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Bulletin of Occupational & Environmental Health

Fire Safety At Workplace

Author(s): Uttpal B. Bhuva, M. Arshad Ansari

Vol. 1, No. 1 (2004-01 - 2004-06)

The Fire Triangle : The essential elements for combustion are fuel, oxidizer, and an ignition source. Fire or burning, is the rapid, exothermic oxidation of an ignited fuel. The fuel can be in solid, liquid or vapor form, but vapor and liquid fuels are generally easier to ignite. The combustion always occurs in the vapor phase; liquids are volatized and solids are decomposed into vapor prior to combustion. When fuel, oxidizer, and an ignition source are present at the necessary levels, burning will occur. This means a fire will not occur if

1) Fuel is not present or is not present in sufficient quantities.
2) Oxidizer is not present or is not present in sufficient quantities.
3) The ignition source is not energetic enough to initiate the fire.
Various fuels, oxidizers and ignition sources common in the chemical industry are

Liquids Gasoline, acetone, ether, pentane.
Solids Plastics, wood dust, fibers, metal particles.
Gases Acetylene, propane, carbon monoxide, hydrogen.

Liquids Hydrogen peroxide, nitric acid, perchloric acid.
Solids Metal peroxides, ammonium nitrite.
Gases Oxygen, fluorine, chlorine.

Ignition Sources
Sparks, flames, static electricity, heat.

Distinction between Fires and Explosions : The major distinction between fires and explosions is the rate of energy release. Fires release energy slowly, while explosions release energy very rapidly, typically in the order of microseconds. Fires can also result from explosions and explosions can result from fires.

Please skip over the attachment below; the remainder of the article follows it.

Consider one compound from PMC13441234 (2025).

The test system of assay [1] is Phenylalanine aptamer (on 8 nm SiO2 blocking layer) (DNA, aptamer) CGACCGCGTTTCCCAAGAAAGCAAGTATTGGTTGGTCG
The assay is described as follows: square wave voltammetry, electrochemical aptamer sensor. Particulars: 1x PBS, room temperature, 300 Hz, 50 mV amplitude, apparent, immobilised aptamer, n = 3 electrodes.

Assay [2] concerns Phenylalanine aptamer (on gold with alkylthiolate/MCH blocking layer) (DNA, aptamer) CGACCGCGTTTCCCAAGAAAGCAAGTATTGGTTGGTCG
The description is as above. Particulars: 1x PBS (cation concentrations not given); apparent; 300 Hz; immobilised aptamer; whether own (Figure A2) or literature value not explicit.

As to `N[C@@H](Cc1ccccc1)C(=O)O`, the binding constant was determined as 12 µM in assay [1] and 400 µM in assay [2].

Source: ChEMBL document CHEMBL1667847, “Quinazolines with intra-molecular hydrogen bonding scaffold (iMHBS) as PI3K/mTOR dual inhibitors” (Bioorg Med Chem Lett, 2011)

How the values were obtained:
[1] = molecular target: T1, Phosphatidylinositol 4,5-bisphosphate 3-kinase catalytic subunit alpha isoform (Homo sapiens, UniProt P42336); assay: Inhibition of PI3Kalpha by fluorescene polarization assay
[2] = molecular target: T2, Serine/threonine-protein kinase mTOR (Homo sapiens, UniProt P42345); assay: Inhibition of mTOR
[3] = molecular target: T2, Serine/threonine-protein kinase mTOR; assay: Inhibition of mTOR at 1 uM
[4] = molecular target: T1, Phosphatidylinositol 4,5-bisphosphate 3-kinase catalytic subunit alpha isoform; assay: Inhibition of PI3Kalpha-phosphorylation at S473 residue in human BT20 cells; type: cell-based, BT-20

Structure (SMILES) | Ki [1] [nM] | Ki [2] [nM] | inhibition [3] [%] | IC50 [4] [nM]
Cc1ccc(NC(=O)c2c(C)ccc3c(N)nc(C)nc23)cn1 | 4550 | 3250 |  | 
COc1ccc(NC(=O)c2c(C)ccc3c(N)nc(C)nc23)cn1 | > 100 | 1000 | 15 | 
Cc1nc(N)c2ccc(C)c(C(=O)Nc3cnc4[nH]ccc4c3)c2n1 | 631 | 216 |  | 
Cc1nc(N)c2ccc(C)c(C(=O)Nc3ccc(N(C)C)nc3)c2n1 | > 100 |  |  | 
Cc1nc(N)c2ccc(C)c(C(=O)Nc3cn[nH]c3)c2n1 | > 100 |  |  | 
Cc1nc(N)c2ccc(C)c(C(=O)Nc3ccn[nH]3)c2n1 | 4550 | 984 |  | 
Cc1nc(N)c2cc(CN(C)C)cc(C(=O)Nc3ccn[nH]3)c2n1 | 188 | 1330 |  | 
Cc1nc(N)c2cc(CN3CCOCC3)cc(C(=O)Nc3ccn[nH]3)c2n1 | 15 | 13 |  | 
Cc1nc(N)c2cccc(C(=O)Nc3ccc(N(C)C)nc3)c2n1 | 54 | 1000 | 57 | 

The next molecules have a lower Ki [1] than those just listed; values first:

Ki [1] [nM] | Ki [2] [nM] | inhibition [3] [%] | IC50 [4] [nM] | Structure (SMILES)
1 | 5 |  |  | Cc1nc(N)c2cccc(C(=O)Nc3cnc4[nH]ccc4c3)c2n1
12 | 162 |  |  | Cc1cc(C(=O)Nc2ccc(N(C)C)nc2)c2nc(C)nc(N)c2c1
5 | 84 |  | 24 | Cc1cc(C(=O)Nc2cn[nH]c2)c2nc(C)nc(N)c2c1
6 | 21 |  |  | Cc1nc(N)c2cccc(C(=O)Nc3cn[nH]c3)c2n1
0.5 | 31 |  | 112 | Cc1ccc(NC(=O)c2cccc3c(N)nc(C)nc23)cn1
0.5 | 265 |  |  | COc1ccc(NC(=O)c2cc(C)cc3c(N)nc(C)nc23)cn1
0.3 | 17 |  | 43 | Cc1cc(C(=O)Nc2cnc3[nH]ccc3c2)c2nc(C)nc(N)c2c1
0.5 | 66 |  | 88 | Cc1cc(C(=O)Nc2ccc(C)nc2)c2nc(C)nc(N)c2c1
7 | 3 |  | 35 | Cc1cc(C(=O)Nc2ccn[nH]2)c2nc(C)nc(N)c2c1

Ignition Energy : The minimum ignition energy (MIE) is the minimum energy input required to initiate combustion. All flammables (including dust) have minimum ignition energies. The MIE depends on the specific chemical or mixture, the concentration, pressure, and temperature.

  • The MIE decreases with an increase in pressure.
  • The MIE of dusts are, in general, at energy levels comparable to combustible gases.
  • An increase in the nitrogen concentration increases the MIEs.

Few MIEs are given in the table below:

Pressure (atm)

Minimum energy (mJ)



Cornstarch dust


Iron dust


Fire Prevention : The best way to deal with fires is to prevent their occurrence. The different ways to prevent fire are as follows:

  • Emergency evacuation – the emergency action plan should be laid for each work area.
  • Alarm system – fire alarm should be placed in the work area.
  • Fire brigades – some employees should be trained to fight fire themselves.
  • Fire extinguishers – the extinguishers selected should be of appropriate use and should be checked regularly for pressure.
  • Automatic sprinkler system – the most suitable sprinkler system should be chosen as they affect employee safety.
  • Standpipe and hose systems – this system is ancient but effective when properly installed and regularly maintained.


  • Chemical Process Safety Fundamentals with Applications: - Daniel A. Crowl; Joseph F. Louvar.
  • National Fire Protection Agency.
  • Occupational Health and Hygiene Guidebook for the WHSO: - David Grantham.
  • Flammability Characteristics of Combustible Gases and Vapors, “U.S. Bureau of Mines Bulletin 627 (UNST) AD 701, 576, 1965.
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